Antibe Therapeutics Looking for More Licensing Deals

Pharmaceutical Investing

Antibe Therapeutics is trying to change the game of non-steroidal anti-inflammatory drugs (NSAID)—the “largest category of drugs globally,” CEO Dan Legault told INN.

Antibe Therapeutics (TSXV:ATE, OTCQB:ATBPF) is trying to change the game of non-steroidal anti-inflammatory drugs (NSAID)—the “largest category of drugs globally,” CEO Dan Legault told INN.

In Toronto, at the Bloom Burton & Co. Healthcare Investor Conference which was held from May 2-3, the Investing News Network (INN) caught up with Daniel Legault, Antibe’s CEO and president to discuss the company’s recent clinical study results, licensing deals and plans for other products in its pipeline. To listen to the full interview, watch the video above.

“An anti-inflammatory pain killer which we do is used perhaps by a billion people around the world,” Legault told INN. About 20 percent of people on this drug experience gastrointestinal issues (GI)—such as ulcers and bleeding in the stomach and the intestines, he added.

With the company’s hydrogen sulfide (H2S) Platform it enables linking an NSAID molecule with a hydrogen sulfide-releasing molecule. The properties of this exchange and how the body utilizes the H2S results in an improved medicine. ATB-346, Antibe’s osteoarthritis candidate is a H2S-releasing derivative of naproxen, which is the most commonly prescribed NSAID in North America, Legault said.

The results from Antibe’s most Phase 2B trial in March with ATB-346 showed patients with the drug had a 2.5 percent ulceration rate versus the patients on naproxen ulceration rate was at 42.1 percent. Legault said these results are, “very consistent with [the company’s] years of research.”

In August 2016, Antibe announced a successful Phase 2A clinical trial, proving the drug was safe and well-tolerated.

The company is first focusing on regulatory approval for a prescription drug but intends to bring its drugs over the counter later. The company is now talking to bigger pharmaceutical partners to arrange a larger controlled Phase 2 trial on pain effectiveness expected to begin in the end of July, Legault said.

In terms of additional partnerships, Antibe is looking for big pharma companies involved in NSAIDS that have a global outreach as well as large markets such as the US, Japan and Europe.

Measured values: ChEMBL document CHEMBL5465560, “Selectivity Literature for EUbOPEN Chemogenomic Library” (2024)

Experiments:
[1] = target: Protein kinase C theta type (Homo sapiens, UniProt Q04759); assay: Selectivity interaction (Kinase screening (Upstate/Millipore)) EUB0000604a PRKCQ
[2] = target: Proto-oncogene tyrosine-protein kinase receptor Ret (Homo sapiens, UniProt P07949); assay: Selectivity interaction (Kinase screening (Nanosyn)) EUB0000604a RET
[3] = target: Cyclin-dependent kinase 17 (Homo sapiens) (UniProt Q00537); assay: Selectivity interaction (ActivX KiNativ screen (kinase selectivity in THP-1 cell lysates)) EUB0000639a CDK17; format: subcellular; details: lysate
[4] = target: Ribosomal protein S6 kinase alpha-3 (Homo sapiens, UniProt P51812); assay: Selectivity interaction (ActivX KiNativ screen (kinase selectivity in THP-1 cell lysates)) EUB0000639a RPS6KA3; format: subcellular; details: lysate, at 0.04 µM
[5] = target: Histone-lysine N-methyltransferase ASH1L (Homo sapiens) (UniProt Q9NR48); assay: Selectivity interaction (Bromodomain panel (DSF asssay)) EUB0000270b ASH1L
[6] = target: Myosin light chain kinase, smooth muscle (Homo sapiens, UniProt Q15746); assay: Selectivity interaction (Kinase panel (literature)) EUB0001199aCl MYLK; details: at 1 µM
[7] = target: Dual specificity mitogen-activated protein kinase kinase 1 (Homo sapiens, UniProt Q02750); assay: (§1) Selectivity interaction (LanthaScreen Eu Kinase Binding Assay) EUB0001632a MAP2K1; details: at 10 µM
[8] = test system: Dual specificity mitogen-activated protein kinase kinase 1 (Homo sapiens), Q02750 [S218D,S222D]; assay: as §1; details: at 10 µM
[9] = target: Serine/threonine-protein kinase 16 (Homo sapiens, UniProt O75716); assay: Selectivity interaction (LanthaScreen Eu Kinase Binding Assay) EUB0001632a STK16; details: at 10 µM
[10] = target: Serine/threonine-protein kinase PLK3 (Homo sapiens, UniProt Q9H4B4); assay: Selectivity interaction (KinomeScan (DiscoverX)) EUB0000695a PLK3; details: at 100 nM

Aside from ATB-346 for osteoarthritis therapy, the company is working on two other NSAIDS in preclinical development, ATB-352 and ATB-340 for acute pain and anti-thrombotic, respectively.

ATB-352 could serve as replacement for opioid prescriptions, but the current prescription options are damaging on the GI system. In animal trials, the drug candidate showed no damage, and the company intends to demonstrate the same in human proof of concept trials.

The other, ATB-340 is a version of a low dose aspirin which may provide risk reduction for stroke and digestive system cancers, including colon cancer which is a major killer in the US. Additionally, for the animal trials with this drug no damage has been shown in the trials, compared to significant damage with aspirin.

Investor Takeaway

This rest of the year should provide good news for investors interested in the company. “We have done two regional licensing deals over the past several years, for twenty countries,” Legault told INN. “We are continuing those efforts [which have] nicely accelerated with our recent results.”

Particularly as it relates to its next Phase 2 trial and announcements about new licensing deals or partnerships, and the preclinical drug candidates moving into the clinic.

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Securities Disclosure: I, Gabrielle Lakusta, hold no direct investment interest in any company mentioned in this article.

Editorial Disclosure: The Investing News Network does not guarantee the accuracy or thoroughness of the information reported in the interviews it conducts. The opinions expressed in these interviews do not reflect the opinions of the Investing News Network and do not constitute investment advice. All readers are encouraged to perform their own due diligence.

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